East of Lazio on the Adriatic coast lies Abruzzo, among the most mountainous regions in Italy and home of some of the most interesting cooking in the country. Due to the mountains themselves, much of Abruzzo was relatively cut off from the influence of international commerce and civilization up until the 20th century. As a result, it was for a long time considerably more pagan than Rome, the home of Christianity, just to the west. One of the national treasures of Italian cookery, Anna Teresa Callen, hails from Abruzzo and her book, Food and Memories of Abruzzo
, is often my guide through the complex and delicious world of la cucina Abruzzese. My grandma's family came from Chieti, and it was only later in life, when I lived in Bologna, that I heard the Italian praise for all cooks from Abruzzo. I realize now that it is due to the presence in Chieti of the Scuola Alberghiera, the City of Cooks University. Gastronomically, Abruzzo is nearly heaven. Along the coast there are beautiful little port towns with incredible seafood, served raw, or simply boiled and dressed with oil and lemon. Among my faves are Villa Vignola
in the summer tourist town of Vasto and L'Angolo da Filippo
in San Vito Chietino where an incredible array of hot and cool antipasti di mare are the way to go. The gnocchi with scampi at da Filiipo are clouds floating over the sea and the monkfish alla cacciatora is as delicious as it is inexpensive. Both spots are simple trattorie and comfortably set up with predominately local wines and great prices.
In the modern port city of Pescara, my fave is Taverna 58, where there are a couple of great tasting menus set up to help you understand and feel a part of la tradizione. Cantina del Jozz and La Lumaca both serve excellent cucina Abruzzese. The former accommodates up to one hundred, while the latter seats a more intimate 45.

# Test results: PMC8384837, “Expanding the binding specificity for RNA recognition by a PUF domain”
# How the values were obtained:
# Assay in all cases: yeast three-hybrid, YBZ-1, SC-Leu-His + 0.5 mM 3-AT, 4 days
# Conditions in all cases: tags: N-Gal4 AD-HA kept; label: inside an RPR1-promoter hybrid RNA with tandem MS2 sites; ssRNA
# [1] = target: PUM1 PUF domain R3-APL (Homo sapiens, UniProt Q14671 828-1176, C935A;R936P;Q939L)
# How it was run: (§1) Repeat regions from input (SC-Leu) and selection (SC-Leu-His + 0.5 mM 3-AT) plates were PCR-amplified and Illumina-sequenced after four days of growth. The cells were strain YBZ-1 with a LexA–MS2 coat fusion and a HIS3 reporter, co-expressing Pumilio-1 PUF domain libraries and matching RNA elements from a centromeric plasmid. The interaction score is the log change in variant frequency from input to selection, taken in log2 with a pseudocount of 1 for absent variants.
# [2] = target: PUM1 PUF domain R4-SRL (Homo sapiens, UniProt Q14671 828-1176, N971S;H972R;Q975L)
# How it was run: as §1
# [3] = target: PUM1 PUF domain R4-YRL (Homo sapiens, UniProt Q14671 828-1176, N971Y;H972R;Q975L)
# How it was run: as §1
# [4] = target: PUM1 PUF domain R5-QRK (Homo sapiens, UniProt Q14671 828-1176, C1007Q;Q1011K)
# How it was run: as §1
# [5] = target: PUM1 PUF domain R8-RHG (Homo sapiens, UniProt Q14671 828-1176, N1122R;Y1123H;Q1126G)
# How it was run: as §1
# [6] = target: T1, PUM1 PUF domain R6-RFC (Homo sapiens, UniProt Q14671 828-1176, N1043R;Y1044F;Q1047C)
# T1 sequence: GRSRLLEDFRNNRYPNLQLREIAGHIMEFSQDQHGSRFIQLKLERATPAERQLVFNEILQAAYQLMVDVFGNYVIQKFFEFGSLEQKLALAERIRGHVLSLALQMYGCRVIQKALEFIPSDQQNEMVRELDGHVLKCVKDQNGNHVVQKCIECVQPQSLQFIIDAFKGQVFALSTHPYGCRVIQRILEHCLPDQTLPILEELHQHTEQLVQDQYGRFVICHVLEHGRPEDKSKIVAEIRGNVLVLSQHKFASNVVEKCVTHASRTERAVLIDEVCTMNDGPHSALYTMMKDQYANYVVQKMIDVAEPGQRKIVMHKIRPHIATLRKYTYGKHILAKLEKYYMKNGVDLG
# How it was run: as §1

My grandmother's region of Chieti sits at the foot of the mountains of the Parco Nazionale della Maiella. Located right in the centro storico is Venturini, where, if you're lucky, a mixed grill may include a piece of coratella. About 10 minutes outside of town you'll find Guardiagrele, home to the classic trattoria Villa Maiella. There, meat, grains and produce from the local gardens dominate the menu and prices are almost a steal.
L'Aquila and Carsoli
The town of Sulmona is regal and refined, a quiet and stately mountain town famous in Italy for the production of confetti. There you can also find gorgeous blankets made with local wool. They make excellent gifts.
In L'Aquila, home of the best saffron in Italy, there are many good dining choices. Two simple trattorie, Elodia and Salette Aquilane
, are my faves. Both are perfect expressions of the local flavor, and are run by families whose lifeblood is their love for the restaurant. A half hour drive west from L'Aquila will bring you to what many consider the best Roman restaurant in Italy, L'Angolo d'Abruzzo
in Carsoli. Here foraging reigns supreme with ovoli and porcini in season, game and lamb almost year round, and a cellar that can hold its own against many fancy city restaurants. Even the desserts are wonderful here... dinner here is worth the trip alone.